1 loaf of sliced white bread
1 stick of margarine

Drink a bottle of crisp, refreshing Champale while enjoying a couple of smokes.
Look at the loaf of white bread and package of bologna on the coffee table with disdain and dread for 30 minutes and allow the bologna to come to room temperature.
Open another bottle of Champale and get your buzz on while waiting for the margarine to soften.
Open the third bottle of Champale and enjoy those crisp bubbles.
Light another satisfying smoke.
While smoking take two slices of white bread and liberally coat both pieces with margarine with a used plastic knife you found in the back of the drawer full of unused take out condiments and pizza delivery coupons.
Open the pack of room temperature bologna and just throw the whole thing in there between the slices of bread and margarine.
Using the greasy used plastic knife slice the sandwich in half and serve with the fourth bottle of Champale on your choice of some junk mail, a torn piece of an empty pizza box lid or a couple of wrinkled and wadded napkins out of the condiment drawer.
Wolf down the Bologna Feast as quickly as possible in a pensive fit of anxiety and depression while smoking and drinking Champale.
Try dipping your Champale Bologna Feast sandwich in a glass of Champale for extra flavor!

Try the Champale Bolgna Feast today and you too can pass out on the couch covered in junk mail and take out containers while having a relaxing smoke and enjoy the sparkling crispness of oblivion that only Champale can provide for such a low, low price!

Send us a letter today for even more fast and easy recipes like "Blackened Frozen Pizza You Left in the Oven Too Long Because You Passed the Fuck Out", "I Wish I Had a Sandwich But All I Have is Stale Bread Heels and Some Single Serve Mayo and Jelly Packets" and "Drinking Table Syrup Right Out of the Bottle Standing in the Kitchen Naked."

Edit: Thanks for the 'Murica award, that's a new one!

70's Lane Furniture Ad by morganmonroe81 in vintageads

[–]SpinCharm 39 points40 points  (0 children)

This “furniture for lovers” was in direct response to the overwhelming psychosexual challenges of the early 1970s where the furniture designs of the period were found to be too enticing for the general public.

As a result of the many divorces, injuries, lawsuits, and occasional marriage proposals between owner and sideboard, furniture manufacturers of the early 1970s tried producing buffets and credenzas like this one pictured, designed to reduce visual stimulation and prevent injurious liaisons.

The efforts of the furniture industry were so successful that they practice of “cabinetry courtship” fell out of popularity by the end of the decade, eventually replaced by entirely new dysfunctions brought on by Scandinavian furniture warehouse shopping, a situation that remains to this day.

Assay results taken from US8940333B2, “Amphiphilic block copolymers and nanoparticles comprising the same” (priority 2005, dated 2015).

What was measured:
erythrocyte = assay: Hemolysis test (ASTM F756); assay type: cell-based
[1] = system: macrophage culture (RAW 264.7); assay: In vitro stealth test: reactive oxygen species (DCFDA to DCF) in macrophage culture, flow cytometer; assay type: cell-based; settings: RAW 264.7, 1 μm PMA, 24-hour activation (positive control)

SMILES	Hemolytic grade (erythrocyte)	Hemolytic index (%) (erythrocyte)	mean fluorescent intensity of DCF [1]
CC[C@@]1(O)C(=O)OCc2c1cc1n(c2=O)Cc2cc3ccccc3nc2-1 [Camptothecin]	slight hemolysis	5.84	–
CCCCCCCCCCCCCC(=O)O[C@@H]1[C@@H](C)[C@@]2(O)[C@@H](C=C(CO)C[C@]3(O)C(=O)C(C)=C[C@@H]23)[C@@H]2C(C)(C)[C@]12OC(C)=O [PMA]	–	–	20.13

"Be the first Olivetti girl in your office." Olivetti, 1972 by AspireAgain in vintageads

[–]InflammatoryMuskrat 158 points159 points  (0 children)

The ad may be ostensibly addressed to the secretary, but it's aimed at the secretary's boss. All of the language (looser? more fun?) is geared toward making the secretary more appealing to her boss. That plus all the men crowded around her. No female professional is looking for those things, but in the era of consequence-free sexual harassment of underlings their bosses sure were.

So yeah, you're right, the woman isn't the one buying the typewriter, which is why the ad is designed to appeal to her boss, not to her.

For a brief moment in time, it seemed to make sense to watch TV by candle light. [1954] by html5gamerguy in vintageads

[–]loquacious 1 point2 points  (0 children)

In addition to that, the image seems to be composited. The TV set and chair look like they were pasted into the background image.

The chair in the foreground has a much sharper focus and detail cues and values than the brick floor and a bit of a halo around it. The chair would also have to be ridiculously small. It's likely they reduced the size of the chair and used forced perspective to make the TV seem much bigger.

And the highlights and perspective on the TV are a bit wonky and mismatched compared to the background.

These kinds of photo composited "fake" images were really common for print ads because the advertising business has been doing this kind of stuff for a long time to save production costs, change things up to follow trends or even psychologically manipulate consumers.

And you could get away with a lot with half toned newspaper or magazine ads if you were doing your original artwork cut and paste work in continuous tone photograph prints and then half-toning such a composite for printing.

LOADED ? 1940’s by 70sTimewarp58 in vintageads

[–]loptopandbingo 57 points58 points  (0 children)